I was presenting to a live online audience, had just explained Kendall Haven’s assertion that all humans learn through story structure, and then supported his claim with an example built upon Kenn Adams’ Story Spine.
Once upon a time there was a baby girl.
Everyday, someone comforted her when she cried.
Then one day, she cried and nobody came.
And because of that, she cried louder.
And because of that, she cried even louder.
Until finally, she noticed something. When it’s light outside, people comfort her. When it’s dark outside, they don’t.
And ever since then, she learned to sleep through the night.
The example illustrates how humans build new knowledge on top of existing knowledge by rectifying the differences between expected vs. actual outcomes.
After completing the example, I blurted some superlative like, “See what I mean? That’s exactly right.”
Evidently, someone in the audience took offense to my loose word-choice and typed, “Those with kids are not sure that’s *exactly* correct,” into the webinar’s live commenting system.
OMG. “That’s what you took from that?” I thought to myself. Putting aside the fact that my wife and I have raised two children–thank you very much–I wasn’t saying that ALL children learn to sleep through the night this way. I was demonstrating how people translate anomalies in their expectations into new knowledge through story structure. And while I obviously could have been clearer by tightening up my vague pronoun reference–which I likely would have caught had I been writing instead of speaking–this text-based critique felt familiar.
Recently, I’ve noticed a popular trend to focus on the literal as opposed to the figurative. When faced with a new idea, it’s popular to chip at its edges rather than focus on the main point. A shift in cultural norms has made it fashionable to major in minor things, sweat the small stuff, and dismiss arguments based on exceptions instead of the rules.
Historically, there have been two ways to deal with nitpickers: hold firm on the analogy’s main point or kowtow. The consequences of the latter are chilling. If humans are afraid to share new ideas, we lose the ability to communicate–the lifeblood of human interaction. And so, perhaps as an unintended consequence of this fear, a third option has emerged–a linguistic countermeasure designed to shield communicators from the snipers.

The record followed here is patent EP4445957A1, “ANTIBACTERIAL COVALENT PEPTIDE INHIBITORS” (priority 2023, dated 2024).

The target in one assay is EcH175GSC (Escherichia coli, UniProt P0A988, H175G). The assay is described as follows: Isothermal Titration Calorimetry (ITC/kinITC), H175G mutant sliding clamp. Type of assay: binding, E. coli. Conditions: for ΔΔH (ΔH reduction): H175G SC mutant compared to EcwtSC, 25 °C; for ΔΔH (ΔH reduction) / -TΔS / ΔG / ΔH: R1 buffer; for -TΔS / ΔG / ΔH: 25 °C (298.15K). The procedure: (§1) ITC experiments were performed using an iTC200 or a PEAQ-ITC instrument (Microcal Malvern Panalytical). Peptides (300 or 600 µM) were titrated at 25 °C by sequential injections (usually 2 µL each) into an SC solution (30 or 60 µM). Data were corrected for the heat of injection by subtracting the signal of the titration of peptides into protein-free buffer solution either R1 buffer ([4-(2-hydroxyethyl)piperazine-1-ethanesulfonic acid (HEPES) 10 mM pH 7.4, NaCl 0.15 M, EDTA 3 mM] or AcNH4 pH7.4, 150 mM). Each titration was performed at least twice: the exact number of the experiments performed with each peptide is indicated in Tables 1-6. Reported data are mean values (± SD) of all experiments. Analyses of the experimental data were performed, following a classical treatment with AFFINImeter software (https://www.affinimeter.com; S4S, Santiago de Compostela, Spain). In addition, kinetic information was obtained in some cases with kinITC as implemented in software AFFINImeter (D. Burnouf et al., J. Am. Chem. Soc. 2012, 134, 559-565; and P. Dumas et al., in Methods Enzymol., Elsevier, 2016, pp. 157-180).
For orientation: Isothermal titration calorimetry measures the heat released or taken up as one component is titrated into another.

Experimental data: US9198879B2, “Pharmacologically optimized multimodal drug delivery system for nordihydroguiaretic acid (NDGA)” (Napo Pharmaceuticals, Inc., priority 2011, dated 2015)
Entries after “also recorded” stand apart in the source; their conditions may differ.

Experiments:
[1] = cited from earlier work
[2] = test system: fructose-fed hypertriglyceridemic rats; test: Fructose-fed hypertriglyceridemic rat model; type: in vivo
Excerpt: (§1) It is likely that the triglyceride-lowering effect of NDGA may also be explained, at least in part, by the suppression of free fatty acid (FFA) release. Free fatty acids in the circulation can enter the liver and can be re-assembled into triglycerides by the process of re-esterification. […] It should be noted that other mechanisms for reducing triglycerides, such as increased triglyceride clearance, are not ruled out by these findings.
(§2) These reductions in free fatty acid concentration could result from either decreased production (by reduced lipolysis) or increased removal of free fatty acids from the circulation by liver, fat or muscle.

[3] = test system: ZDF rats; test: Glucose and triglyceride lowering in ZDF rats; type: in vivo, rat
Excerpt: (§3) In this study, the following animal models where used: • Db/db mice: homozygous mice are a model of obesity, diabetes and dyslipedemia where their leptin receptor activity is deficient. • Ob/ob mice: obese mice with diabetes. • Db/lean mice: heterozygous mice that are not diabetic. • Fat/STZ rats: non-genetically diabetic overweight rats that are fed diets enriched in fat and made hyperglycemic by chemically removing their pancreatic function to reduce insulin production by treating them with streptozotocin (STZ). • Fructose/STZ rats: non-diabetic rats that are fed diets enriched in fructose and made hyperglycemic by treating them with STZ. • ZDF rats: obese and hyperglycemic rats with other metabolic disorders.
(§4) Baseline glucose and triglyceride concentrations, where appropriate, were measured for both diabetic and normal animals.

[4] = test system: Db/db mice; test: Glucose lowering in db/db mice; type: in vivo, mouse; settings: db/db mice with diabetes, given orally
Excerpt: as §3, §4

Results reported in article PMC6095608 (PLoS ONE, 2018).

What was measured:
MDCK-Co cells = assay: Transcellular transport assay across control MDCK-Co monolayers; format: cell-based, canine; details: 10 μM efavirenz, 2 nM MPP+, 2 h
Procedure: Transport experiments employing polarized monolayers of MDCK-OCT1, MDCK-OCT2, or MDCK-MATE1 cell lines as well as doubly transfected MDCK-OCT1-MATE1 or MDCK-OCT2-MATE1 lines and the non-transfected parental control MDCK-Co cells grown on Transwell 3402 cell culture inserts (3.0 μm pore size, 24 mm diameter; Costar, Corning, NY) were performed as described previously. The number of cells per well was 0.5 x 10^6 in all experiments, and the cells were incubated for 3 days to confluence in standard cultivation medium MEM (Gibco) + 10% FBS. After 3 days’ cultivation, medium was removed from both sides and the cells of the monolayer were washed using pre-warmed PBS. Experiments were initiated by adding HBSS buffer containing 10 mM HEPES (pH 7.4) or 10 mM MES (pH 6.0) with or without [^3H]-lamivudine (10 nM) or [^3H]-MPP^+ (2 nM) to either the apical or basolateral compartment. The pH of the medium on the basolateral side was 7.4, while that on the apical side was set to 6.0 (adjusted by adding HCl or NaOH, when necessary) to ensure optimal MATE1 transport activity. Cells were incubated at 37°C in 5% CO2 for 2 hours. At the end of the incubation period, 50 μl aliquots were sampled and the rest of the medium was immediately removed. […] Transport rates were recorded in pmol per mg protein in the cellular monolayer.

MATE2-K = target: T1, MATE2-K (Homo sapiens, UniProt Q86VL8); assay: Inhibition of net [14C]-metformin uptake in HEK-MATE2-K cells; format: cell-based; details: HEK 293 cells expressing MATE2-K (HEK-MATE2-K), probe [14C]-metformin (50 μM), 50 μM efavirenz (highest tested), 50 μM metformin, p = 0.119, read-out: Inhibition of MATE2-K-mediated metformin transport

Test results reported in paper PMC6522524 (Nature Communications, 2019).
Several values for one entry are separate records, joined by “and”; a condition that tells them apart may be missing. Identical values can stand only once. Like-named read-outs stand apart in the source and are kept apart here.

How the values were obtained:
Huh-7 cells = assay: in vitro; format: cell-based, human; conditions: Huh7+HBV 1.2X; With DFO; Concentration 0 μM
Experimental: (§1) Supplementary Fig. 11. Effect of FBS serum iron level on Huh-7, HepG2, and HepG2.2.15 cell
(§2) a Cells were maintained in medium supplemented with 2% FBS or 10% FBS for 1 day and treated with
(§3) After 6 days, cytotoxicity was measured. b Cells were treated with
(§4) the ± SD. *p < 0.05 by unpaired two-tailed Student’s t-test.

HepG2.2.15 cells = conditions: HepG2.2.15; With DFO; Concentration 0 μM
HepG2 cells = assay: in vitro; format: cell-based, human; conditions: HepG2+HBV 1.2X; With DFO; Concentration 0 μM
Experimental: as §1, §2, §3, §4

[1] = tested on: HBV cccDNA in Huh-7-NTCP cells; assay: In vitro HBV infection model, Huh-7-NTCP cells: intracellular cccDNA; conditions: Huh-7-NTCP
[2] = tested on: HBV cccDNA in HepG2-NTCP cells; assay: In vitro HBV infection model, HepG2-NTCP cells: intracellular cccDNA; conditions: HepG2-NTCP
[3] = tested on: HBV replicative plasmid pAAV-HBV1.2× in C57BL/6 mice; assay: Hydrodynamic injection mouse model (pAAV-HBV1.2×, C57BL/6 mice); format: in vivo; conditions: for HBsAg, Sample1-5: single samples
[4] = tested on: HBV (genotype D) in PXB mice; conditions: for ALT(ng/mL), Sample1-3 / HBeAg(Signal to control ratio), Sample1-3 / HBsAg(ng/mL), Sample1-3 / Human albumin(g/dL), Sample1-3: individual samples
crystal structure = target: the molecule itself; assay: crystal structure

Here’s how it works. You start with an assertion like:
Diving into the shallow end of the pool is dangerous.
Then you soften the statement with a suffix, like this:
Diving into the shallow end of the pool is dangerous…ish.
“Ish” has become shorthand for “don’t shoot me if my statement doesn’t cover one hundred percent of your logical scenarios.” Had I been savvy enough to incorporate it into my talk by saying, “That’s exactly right…ish,” I would have insulated myself from the inflexibility of logic unabated. But, it also would have also watered down the concept I was trying to convey.
Let’s consider the effect of “ish” on the following sentences:
That’s just like the last time we went camping…ish.
He looks like George Clooney…ish.
Your hair is brown…ish.
This product is superior…ish.
That was the best movie ever…ish.
“Ish” is like a good-news-bad-news joke. The good news is that it holds the logic-snipers at bay. The bad news is that it debilitates strong statements.
I wrote an entire book on writing strong statements, so let’s see what happens when we “ish” a few proverbs.
A clean conscience makes a soft pillow…ish
Charity begins at home…ish
Discretion is the better part of valor…ish
Laughter is the best medicine…ish.
Lightning never strikes twice in the same place…ish
Oil and water don’t mix…ish
Old friends and old wine are best…ish
Patience is a virtue…ish
Communicating big concepts frequently requires speakers to employ meaning-approximation devices like simile, analogy, and metaphor. Unfortunately, since all will ultimately breakdown when exposed to the corrosive environment of pure logic, they’ve somehow become easy targets for those who choose to toil in the rhetorical margins.
The tyranny of “ish” is clear. Eroding our ability to convey deeper meaning inhibits our ability to think. For that reason alone, the practice must be stopped. Yet, to do so, we must attack “ish” on two fronts. First, communicators must hold firm on the message–refusing to kowtow to the logical snipers. Second, audiences must extend the benefit of the doubt. Rather than attacking an argument’s weak flanks with a barrage of Lilliputian attacks, what if we actually gave analogies, similes, and metaphors a little chance to breathe first?
Or we could just continue to lob hand grenades at them from the corners…ish.
Photo Credit: Translating a love letter from a Boston girl – “Now, does that mean yes or no?”. , ca. 1903. Photograph. https://www.loc.gov/item/2004668492/.